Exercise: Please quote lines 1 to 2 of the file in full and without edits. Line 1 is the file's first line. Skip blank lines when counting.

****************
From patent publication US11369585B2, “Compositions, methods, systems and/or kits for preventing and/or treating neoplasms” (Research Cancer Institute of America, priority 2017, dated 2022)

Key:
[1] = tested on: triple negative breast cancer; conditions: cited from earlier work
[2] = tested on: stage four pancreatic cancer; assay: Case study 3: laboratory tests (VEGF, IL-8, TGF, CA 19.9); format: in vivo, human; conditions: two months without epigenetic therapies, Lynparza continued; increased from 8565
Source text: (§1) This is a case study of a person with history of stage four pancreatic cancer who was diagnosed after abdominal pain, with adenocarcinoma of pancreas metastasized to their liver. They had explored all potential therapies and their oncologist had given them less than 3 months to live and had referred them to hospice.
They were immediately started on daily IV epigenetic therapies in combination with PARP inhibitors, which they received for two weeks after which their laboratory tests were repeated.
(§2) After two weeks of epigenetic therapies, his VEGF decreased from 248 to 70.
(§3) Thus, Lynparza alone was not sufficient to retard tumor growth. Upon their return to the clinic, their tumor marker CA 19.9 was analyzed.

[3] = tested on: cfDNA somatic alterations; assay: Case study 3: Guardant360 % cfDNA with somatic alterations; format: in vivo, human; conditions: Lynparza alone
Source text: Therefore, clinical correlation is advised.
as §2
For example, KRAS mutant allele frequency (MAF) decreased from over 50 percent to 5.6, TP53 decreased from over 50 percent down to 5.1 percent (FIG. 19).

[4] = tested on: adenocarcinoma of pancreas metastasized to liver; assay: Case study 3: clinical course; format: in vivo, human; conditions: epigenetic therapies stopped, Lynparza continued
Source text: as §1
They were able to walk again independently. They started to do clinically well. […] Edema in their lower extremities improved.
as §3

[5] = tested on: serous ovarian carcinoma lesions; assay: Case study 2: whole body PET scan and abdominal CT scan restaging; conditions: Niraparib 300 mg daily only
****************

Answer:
From patent publication US11369585B2, “Compositions, methods, systems and/or kits for preventing and/or treating neoplasms” (Research Cancer Institute of America, priority 2017, dated 2022)

Key: